The German Technology University of Oman (GUtech) is claimed to have set the world record for the fastest 3D printing of buildings on site - three new 173-sq-m structures in just 8 days - with the help of a construction printer from Danish group Cobod International.
The new 3D printed buildings - a coffee shop, a public toilet and a fisherman’s house - have been erected in Duqm, the Special Economic Zone of Oman, in cooperation with general contractor Teejan and Cobod.
All of these structures were 3D printed with locally available raw materials and the Dfab solution developed by Cobod and Cemex, which makes it possible to 3D print concrete with 99% locally sourced materials at a very low cost.
In total, the cost of concrete for the three buildings was $3,600. All buildings have load-bearing walls with no columns, roof slabs and 3D printed parapets.
According to Cobod, the first of the new 3D printed buildings was a world first in the form of a commercial coffee shop with a floor area of 81 sq m. The total printing time was 22 hours and the GU Tech team managed to finish the construction within three days, allocating eight hours of work per day.
The building, which stands 12 ft tall, was made using 19.6 cu m of concrete produced from locally available raw materials and Cobod’s Dfab solution.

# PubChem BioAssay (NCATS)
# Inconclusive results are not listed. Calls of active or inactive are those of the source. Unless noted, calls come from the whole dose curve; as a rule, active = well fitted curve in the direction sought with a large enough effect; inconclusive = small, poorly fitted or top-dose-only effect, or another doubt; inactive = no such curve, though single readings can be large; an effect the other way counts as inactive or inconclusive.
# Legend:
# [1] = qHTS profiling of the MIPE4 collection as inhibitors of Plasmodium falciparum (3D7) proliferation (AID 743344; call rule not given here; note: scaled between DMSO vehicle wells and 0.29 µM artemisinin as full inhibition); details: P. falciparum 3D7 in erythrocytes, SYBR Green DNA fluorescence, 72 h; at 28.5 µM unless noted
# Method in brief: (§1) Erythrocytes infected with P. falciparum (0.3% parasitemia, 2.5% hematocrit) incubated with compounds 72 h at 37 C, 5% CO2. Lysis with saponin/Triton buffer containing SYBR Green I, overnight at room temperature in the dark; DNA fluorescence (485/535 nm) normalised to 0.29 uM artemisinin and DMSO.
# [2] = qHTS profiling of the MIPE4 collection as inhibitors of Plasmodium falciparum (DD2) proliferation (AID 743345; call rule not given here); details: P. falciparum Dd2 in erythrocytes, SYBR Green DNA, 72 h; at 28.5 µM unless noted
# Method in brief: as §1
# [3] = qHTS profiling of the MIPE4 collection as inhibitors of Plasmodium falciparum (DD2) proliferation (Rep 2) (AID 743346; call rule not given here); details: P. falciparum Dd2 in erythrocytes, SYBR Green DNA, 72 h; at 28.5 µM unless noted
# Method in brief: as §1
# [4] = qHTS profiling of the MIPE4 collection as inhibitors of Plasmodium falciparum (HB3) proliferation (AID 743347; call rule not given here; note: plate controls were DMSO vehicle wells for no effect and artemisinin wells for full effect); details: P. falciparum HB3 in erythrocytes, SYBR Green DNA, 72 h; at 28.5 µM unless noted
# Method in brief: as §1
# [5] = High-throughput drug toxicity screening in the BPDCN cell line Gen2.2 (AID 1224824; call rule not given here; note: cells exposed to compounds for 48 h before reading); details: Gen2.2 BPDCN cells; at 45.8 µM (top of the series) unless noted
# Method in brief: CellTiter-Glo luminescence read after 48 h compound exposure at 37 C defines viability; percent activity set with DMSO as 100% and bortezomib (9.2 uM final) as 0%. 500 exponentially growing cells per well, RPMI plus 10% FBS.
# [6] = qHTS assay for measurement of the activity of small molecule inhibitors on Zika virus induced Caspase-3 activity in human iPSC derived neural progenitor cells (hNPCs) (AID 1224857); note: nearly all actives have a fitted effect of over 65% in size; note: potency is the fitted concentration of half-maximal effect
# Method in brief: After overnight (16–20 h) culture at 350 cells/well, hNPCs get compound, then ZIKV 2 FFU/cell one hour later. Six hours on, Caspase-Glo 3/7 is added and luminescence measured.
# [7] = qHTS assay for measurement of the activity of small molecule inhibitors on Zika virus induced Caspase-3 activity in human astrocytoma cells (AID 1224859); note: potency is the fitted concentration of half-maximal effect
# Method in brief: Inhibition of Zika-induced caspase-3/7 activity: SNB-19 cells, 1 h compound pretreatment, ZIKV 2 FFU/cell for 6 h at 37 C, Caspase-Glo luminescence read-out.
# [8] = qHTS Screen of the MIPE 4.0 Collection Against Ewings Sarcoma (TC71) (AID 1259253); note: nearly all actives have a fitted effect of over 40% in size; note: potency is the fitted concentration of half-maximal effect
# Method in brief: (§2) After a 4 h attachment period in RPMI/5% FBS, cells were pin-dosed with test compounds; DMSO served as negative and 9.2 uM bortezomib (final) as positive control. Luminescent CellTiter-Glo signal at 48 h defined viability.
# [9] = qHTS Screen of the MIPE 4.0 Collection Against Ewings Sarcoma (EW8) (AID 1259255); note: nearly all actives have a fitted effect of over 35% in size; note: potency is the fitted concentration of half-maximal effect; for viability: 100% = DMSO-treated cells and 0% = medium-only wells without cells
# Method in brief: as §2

The public toilet was made with a total foor area of 20 sq m. The total printing time was 13 hours, divided into two days. The 3.5-m-tall structure was made using 10.6 cu m of concrete.
The fisherman’s house has been 3D built with a 72-sq-m floor area. To complete the building, GUtech specialists needed only 19 hours of printing, divided into 2 days, said Cobod in its statement.
This one-storey house, stands 10 ft tall, and was made using 17.3 cu m of concrete, it added.
The Danish 3D priniting pioneer said all the 3D printed buildings were made in cooperation with Teejan, as a general contractor.
According to Cobod, GUtech had earlier impressed the world when back in December last year it had 3D printed the largest new building with a floor area of 190 sq m in real concrete.
Dr Yousuf Al Bulushi of GUtech said: "We have introduced the 3D concrete printing in Oman and shows how we could adopt the newest construction technology and employ it so we can get the most out of it."
"With the record fast printing in Duqm we have proven the potential of 3D construction printing. We have a huge faith in our Omani expert team, and we are aiming to achieve beyond expected," he noted.
Cobod said the authorities at Duqm approved the 3D printed construction method and provided the permits for the 3D printed buildings.
"I am proud to have co-designed the buildings 3D printed by GUtech and approved in Duqm. With the use of curves and unconventional shapes, the buildings match the futuristic and aspirational nature of Duqm," remarked Zaid Marmash, the head architect responsible for the Middle East at Cobod.
"The 3D concrete printing, as well as Duqm, are both very promising, and GUtech is providing the proof that the promises are being realised," he added.
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